Hayden – Skyscraper National Park

haydenThis album came out in 2001. And it’s an album that has come to my mind ever since I first heard it. At least once a year I get a craving for this shit that absolutely nothing else can satisfy. The instrumentation is stupidly simple. Fuck, his voice isn’t even that good. He has this grainy baritone that most would hear and then tell him to keep his day job. So, why would I write about this shit? What makes is so good? Simple. This dude has some of the best songwriting I have ever fucking heard. It’s eerily simple, to the point that it’s almost dumb. But, goddamn it, it’s impossible to fucking resist. I would throw this guy’s songwriting ability up there with Neil Young, Harry Nilsson, and Paul Simon. I don’t say this shit lightly or to blow smoke up your ass. That’s not my style. His imagery is impossible to replicate. The intimacy in each folk stroke on that fat acoustic guitar he lugs around is haunting. It’s like each chord is telling part of an intimate story that you, and only you, have the privilege of hearing.

Those who like Hayden like him a lot. I’ve met at least four people named after this mostly unknown songwriter/singer. I’ve seen people dance to his songs on their wedding day. I’ve talked to metal heads where this is the only folk album they have ever owned. They listen to this album while locked inside their bathroom with their headphones on. It’s their audio porn. 

Time to get folked up, motherfuckers. 

Back in ’95 this dude made an album called Everything I Long For. He made a couple of copies and handed them out. As far as the general sense of the album goes, it was very much a ’90s album. A bunch of emo fucks getting all depressed and cynical about the world. But, yet again, like some unnatural superpower, his songwriting ability pulled through and made all of this sound fucking incredible. The dude somehow found himself in a bidding war between labels. Neil Young even offered him a position on his own label. What the fuck? How does that even happen? He signed with a label for a cool million dollars with complete control over his music. It is arguably the greatest contract given to any artist in the alt-rock era.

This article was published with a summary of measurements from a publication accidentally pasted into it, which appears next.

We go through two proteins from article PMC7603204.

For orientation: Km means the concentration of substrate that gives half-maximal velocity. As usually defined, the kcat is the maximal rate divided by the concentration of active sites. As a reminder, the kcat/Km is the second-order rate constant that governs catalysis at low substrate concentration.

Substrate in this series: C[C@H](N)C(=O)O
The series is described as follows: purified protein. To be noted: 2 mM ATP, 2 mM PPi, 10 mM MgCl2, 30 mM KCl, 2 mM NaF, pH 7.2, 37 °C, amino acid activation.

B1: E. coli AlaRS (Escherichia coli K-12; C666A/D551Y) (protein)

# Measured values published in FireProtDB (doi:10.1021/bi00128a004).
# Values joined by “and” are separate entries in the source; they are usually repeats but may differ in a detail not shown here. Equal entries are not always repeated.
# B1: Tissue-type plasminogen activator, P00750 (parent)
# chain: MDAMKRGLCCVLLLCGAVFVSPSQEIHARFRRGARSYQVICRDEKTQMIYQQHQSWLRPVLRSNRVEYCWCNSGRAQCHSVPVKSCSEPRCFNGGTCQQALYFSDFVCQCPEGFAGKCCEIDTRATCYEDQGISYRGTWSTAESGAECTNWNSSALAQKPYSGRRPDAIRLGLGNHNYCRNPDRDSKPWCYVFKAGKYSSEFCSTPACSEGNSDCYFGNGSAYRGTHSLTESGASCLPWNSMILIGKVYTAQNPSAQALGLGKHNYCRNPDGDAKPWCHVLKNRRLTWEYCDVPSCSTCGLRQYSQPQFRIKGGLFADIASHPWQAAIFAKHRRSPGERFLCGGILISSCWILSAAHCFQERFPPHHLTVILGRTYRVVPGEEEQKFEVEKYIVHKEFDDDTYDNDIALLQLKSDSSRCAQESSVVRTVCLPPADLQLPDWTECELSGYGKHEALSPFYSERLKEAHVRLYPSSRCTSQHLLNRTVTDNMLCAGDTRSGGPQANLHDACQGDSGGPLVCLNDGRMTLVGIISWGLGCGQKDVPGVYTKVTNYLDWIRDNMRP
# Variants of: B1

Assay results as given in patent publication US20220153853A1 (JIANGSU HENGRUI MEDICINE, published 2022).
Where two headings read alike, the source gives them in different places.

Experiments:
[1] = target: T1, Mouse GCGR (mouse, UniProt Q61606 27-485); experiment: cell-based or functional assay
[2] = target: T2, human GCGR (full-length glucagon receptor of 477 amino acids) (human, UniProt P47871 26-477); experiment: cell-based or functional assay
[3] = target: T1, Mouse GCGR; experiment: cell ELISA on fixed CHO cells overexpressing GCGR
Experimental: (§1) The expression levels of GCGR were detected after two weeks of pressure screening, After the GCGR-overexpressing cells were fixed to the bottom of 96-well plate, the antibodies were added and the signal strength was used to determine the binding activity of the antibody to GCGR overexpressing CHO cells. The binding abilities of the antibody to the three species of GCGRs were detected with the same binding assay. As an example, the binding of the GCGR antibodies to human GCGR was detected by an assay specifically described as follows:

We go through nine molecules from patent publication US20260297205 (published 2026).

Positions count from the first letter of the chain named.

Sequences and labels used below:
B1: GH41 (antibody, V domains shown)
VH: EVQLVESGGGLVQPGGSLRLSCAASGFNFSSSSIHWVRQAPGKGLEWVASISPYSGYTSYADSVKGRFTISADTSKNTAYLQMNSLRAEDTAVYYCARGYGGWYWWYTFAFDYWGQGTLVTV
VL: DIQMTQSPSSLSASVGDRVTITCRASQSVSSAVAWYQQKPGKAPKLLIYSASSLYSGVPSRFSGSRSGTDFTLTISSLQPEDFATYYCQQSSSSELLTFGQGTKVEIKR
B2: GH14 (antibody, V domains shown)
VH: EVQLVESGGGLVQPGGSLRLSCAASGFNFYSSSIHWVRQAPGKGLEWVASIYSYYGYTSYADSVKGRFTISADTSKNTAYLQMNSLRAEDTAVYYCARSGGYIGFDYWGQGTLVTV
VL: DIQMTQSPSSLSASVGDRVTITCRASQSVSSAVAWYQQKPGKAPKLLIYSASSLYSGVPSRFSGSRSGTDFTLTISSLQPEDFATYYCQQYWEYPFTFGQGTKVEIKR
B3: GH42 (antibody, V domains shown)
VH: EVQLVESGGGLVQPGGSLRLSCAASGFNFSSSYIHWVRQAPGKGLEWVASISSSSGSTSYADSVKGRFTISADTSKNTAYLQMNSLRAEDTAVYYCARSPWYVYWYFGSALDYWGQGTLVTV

Eras end though. And so did his potential at rock stardom. Too little too late it seems. C’est la fucking vie. The ’90s faded away and Hayden should have as well. But he didn’t stop writing music. It’s just what he fucking does. So, years later, he made 100 hand-written and numbered copies of this album and handed them out to friends and indie record shops. Eventually, the shops needed more copies, and more, and more. Till it eventually ended up in my greasy paws. The title of the album comes from Vonnegut’s novel Slapstick. It’s the nickname Vonnegut gave Manhattan. This album is intense. It has no appeal for rock stardom or for popularity. It’s just one dude who loves to write fucking songs.

Whenever I find this world to be made of  spray tan and glitter, when I get sick of the gaudy dress, fake smiles, and phatic talk, I listen to this album to reconnect with something real. And, as far as I know, this album is as real as it fucking gets.


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